Recently, Ócháni Lele approached me and asked me to write a regular column for Majestic on the topic of “The Lyricist as Poet.” Happily, I accepted the challenge, but I feel as if I am taking on this role under false pretenses. Presenting myself as either a lyricist or a poet is a stretch at best. I have written a small handful of song lyrics in my life, but none seen or heard by another human being – and for good reason. (Trust me on that!) I have also tried my hand at poetry on occasion (and who hasn’t, even if only as a de rigueur indulgence in the throes of adolescent angst?) A few of my poems have actually seen the light of day here at litdotorg. I don’t, however, consider poetry my forte – like the semi-fictionalized Ben Franklin in the Broadway musical 1776, “the things I write are only light extemporanea.”(1) I’m more in my element writing fairly straightforward – if occasionally rambling - prose.
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But as you can see from the sentence above, I’m prone to quoting song lyrics. For many years, I’ve noticed that the simplest everyday occurrence will remind me of a song. (I don’t carry this predisposition as far as a friend does: when he “blogs,” his posts consist entirely of other musicians’ lyrics that, presumably, fit his mood at the moment.) I may be a bit more immersed in the world of song than the average person: Ócháni and Lena have referred to me on the pages of litdotorg as a musician, but in the interest of full disclosure, I must here confess that I am, to be more precise, a drummer (How can you tell when there’s a drummer at your front door? The knock speeds up…and slows down…and speeds up…) and chick singer (How can you tell when there’s a chick singer at your front door? She can’t find the key and doesn’t know when to come in. I’ve got a million of ‘em, folks, and I’m here all week.)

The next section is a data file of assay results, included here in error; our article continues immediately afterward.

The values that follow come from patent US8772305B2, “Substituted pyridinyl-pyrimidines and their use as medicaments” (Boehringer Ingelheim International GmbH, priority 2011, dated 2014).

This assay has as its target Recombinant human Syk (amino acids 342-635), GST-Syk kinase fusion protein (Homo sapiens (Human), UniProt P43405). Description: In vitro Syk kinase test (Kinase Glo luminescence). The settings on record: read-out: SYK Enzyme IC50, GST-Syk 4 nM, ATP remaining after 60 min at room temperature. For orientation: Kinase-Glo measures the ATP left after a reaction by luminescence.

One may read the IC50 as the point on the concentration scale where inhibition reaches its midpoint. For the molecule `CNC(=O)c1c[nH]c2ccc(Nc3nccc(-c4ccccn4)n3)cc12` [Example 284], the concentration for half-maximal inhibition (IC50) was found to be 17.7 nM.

Singing is my first musical love, and I have a knack for retaining lyrics. Performing both with my husband and, several years ago, in another band, I was the “go-to” gal when one of my bandmates forgot the words. Inevitably, shortly after his eyes glazed over and he strummed the same chord for a couple of extra bars, a guitarist would turn to me expectantly for his next line. Now, sometimes that worked and I’d mouth the desired lyrics with exaggerated enunciation, sing them softly, or perhaps make up an impromptu harmony part to feed him the lost words. Unfortunately, it was just about as likely that if I didn’t happen to be singing on that particular number, I’d be off in my own little world, banging on my bongos like a chimpanzee. (Name THAT tune!)
So here I am with a head full of other people’s lyrics. I like to think that stems from a certain appreciation for them at some level. In this space each month, I plan to focus on the lyrics of particular artists that I consider to be…well…artistic. I will also likely take the opportunity to explore the process of lyric writing by talking to them as what HAVE written lyrics – like the guy I sleep with, for instance (the incomparable Tom Terrific.) I’ll also address certain practical issues for those who actually present their creations to the world at large in musical form – issues such as protecting your ownership of your creation and retaining rights pertaining to its use. I’ve also heard – and may relay to you - plenty of cautionary tales of those who have “lost” their works to others (with greater or lesser degrees of resulting potential loss of fortune and/or fame.)